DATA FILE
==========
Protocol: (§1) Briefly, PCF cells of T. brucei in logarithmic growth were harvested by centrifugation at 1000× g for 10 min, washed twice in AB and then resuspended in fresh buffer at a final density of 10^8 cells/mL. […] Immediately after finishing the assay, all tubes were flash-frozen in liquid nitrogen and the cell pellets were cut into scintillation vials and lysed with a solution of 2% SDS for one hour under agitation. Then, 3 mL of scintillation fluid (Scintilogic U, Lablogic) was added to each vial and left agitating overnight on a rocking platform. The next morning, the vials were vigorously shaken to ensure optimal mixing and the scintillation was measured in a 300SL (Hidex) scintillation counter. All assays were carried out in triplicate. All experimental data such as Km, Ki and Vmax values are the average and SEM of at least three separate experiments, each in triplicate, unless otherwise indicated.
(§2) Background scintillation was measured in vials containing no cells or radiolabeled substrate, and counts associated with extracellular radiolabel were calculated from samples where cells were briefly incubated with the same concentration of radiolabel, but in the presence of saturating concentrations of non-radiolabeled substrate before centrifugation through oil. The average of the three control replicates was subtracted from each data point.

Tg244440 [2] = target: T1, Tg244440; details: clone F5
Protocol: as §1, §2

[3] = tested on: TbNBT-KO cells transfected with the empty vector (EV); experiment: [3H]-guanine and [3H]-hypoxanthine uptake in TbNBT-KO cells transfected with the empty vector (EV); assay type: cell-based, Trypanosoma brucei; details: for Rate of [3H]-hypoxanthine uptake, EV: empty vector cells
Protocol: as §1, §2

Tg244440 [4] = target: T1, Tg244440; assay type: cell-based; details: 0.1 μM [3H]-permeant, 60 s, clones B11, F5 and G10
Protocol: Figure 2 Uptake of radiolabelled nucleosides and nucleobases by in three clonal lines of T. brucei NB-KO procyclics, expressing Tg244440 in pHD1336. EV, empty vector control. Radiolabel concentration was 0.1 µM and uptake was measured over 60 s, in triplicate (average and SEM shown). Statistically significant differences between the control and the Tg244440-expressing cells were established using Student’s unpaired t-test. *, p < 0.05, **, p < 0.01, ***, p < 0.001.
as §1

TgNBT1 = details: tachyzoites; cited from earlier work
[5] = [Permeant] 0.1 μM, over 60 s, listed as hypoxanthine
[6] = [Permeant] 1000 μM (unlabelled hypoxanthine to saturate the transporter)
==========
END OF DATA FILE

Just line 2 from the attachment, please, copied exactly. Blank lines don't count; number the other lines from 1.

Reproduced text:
(§2) Background scintillation was measured in vials containing no cells or radiolabeled substrate, and counts associated with extracellular radiolabel were calculated from samples where cells were briefly incubated with the same concentration of radiolabel, but in the presence of saturating concentrations of non-radiolabeled substrate before centrifugation through oil. The average of the three control replicates was subtracted from each data point.